But — it is worth repeating — that world is not the world we live in today. It is for that reason that we cannot, as moral human beings, ask the lamb to lie down with the lion. And we cannot beat our swords into plowshares when others are doing precisely the opposite.

To act otherwise would not serve the common good. It would be a rejection of wisdom and, in my own case, an abdication of my responsibilities as a civil leader. Pope Paul VI, speaking to the United Nations in 1965, acknowledged: “As long as man remains that weak, changeable, and even wicked being he often shows himself to be, defensive armaments will, alas, be necessary.”

It still must be conceded that, when considering the threat and the common good, and the relation of each to the other, decisions do not come easily. There are so many questions to consider, and so many sides of those questions. It is too simple to say “either this or that.” Few if any of the answers are that clear. The questions arise, usually, from that vast gray area somewhere in the middle. Consequently, the answers are usually found there also.

I wish the making of these decisions were easier and the answers were more clear. But it isn’t, and they aren’t. For that reason, I have gathered around me the best minds available. We get, or try to get, the best research, the best intelligence, the best possible planning.

We also get some prayer.

It may surprise some people to learn that there is a senior officer prayer group in the Pentagon. It did not surprise me when I first learned of it, however, because I have for many years worked with the people who belong to it. These people also have to wrestle with the threat facing our country and must recommend proper responses to meet that threat. Our fellow Americans in all walks of life should know that we take our responsibilities in this area very seriously.

The Vatican II Council observed: “All those who enter the military service in loyalty to their country should look upon themselves as custodians of the security and freedom of their fellow countrymen. . . . When they carry out their duty properly, they are contributing to the maintenance of peace.”

That Vatican II statement leads me to my final point. The responsibility of the Chief of Naval Operations is awesome. Few have greater or more difficult responsibility. As a God-fearing man, I find that responsibility very humbling indeed. And I think about it every day.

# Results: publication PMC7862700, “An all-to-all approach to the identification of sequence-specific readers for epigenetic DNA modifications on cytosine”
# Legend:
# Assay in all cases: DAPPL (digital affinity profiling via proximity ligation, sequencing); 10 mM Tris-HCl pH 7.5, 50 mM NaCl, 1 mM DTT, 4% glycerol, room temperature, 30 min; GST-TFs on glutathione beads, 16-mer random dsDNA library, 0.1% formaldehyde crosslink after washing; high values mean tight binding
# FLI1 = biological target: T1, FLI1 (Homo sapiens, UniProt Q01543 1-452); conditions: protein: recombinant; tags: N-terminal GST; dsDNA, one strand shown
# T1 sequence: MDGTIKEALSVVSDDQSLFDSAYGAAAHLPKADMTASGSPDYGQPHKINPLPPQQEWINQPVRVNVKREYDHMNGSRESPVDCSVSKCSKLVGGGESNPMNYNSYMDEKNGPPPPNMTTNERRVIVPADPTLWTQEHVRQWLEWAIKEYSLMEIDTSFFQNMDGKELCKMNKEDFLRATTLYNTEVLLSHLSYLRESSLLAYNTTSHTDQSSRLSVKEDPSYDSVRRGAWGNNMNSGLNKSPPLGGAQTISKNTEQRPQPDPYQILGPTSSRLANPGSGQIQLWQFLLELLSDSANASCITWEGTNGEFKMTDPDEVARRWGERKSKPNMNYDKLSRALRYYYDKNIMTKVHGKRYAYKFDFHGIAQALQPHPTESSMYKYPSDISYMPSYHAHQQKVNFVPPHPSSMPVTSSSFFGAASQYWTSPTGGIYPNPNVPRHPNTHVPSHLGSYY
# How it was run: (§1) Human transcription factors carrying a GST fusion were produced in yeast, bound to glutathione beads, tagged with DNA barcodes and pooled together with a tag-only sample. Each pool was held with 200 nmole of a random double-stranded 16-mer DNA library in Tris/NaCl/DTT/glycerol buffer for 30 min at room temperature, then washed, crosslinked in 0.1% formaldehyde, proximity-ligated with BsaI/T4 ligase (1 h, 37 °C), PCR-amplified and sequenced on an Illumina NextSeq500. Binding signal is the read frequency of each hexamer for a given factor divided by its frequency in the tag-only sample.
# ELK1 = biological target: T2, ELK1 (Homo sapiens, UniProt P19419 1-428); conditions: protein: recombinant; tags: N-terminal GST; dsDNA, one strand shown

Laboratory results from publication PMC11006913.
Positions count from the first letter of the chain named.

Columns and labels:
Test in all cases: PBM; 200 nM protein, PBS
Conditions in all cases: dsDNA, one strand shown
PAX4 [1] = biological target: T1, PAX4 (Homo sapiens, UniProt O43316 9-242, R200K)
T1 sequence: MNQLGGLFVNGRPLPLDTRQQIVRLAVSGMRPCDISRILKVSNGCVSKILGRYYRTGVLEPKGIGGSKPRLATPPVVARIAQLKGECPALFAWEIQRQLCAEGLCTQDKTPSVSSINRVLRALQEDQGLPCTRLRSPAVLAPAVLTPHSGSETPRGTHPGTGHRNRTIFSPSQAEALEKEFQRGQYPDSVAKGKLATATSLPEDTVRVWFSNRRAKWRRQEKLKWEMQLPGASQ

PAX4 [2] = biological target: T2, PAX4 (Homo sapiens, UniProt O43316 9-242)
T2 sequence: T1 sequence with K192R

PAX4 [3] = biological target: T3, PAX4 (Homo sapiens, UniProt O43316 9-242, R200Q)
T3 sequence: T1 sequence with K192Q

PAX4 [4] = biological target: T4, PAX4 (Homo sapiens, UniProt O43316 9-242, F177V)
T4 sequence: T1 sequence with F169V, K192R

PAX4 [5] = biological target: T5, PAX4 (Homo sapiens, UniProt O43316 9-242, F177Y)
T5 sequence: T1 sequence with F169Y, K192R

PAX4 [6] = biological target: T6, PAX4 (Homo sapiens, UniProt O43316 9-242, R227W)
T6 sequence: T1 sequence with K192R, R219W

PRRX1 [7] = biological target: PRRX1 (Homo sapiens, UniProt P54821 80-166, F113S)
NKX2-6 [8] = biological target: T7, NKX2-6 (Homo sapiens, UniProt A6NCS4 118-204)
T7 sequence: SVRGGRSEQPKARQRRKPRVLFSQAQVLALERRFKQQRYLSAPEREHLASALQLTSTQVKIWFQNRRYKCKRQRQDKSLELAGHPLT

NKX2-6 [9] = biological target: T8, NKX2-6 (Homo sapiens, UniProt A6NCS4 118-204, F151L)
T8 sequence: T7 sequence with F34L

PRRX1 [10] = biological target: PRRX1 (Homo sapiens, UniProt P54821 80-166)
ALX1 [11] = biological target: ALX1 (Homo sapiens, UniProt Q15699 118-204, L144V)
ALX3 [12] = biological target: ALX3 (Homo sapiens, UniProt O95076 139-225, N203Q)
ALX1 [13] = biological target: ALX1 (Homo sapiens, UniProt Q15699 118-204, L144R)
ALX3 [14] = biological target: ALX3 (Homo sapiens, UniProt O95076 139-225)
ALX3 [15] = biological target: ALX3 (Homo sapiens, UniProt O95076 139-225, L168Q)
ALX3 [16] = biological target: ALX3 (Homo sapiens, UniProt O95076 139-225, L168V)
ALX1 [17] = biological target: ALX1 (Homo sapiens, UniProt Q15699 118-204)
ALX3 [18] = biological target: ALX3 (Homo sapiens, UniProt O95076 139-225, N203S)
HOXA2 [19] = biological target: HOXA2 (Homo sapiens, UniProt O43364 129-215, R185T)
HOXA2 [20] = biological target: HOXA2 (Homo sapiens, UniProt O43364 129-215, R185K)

I think also about the half-million fine young active-duty men and women who wear the Navy uniform in the service of our country. I think about their families and loved ones and the many other people who are touched by their lives. I think about our Reservists, the people who, for the common good, selflessly give so much of themselves and their personal time. I think about the safety of our ships and aircraft — for their safety is tied directly to that of our sailors and airmen. I think about our arsenal of weapons. And I think about what the world would be like if we did not have those weapons — to deter war and to preserve the peace and freedom we now enjoy.

Those weapons, terrible and terrifying as they might be if used for the wrong purposes, do exist — just as, and because, the threat exists. That is the reality with which I must deal. It is my responsibility to deal with it, in a world in which good and evil also both exist — a world where my options are anything but clear. I may not always be happy about or comfortable with the usually limited options available to me. But I do have the responsibility for choosing between those options, and I must make those choices as a moral man.

All of us as human beings face similar decisions in our personal lives. That is part of living. God has given each of us intelligence and has entrusted a particular part of His world to our care. The questions facing all of us are much the same: Where will we go for answers to the ethical problems we face? Just as important, what kind of example will we set when others around us look for special guidance in sorting out their own ethical problems?

I submit that we already have the answers within ourselves. They are rooted in our religious beliefs and in our consciences. They have been annealed and burnished through the many personal and national crises we have faced, as individuals and as a nation. It is there, within ourselves, that we must look for the answers.

And we must pray.

I do pray, every day — for our nation, for world peace, for the men and women who serve under me — and always for the understanding, courage, and wisdom to do in my job what I must do as a moral man.

Author

  • Admiral James D. Watkins

    James David Watkins (1927 – 2012) was a United States Navy admiral and former Chief of Naval Operations who served as the U.S. Secretary of Energy during the George H. W. Bush administration, also chairing U.S. government commissions on HIV/AIDS and ocean policy.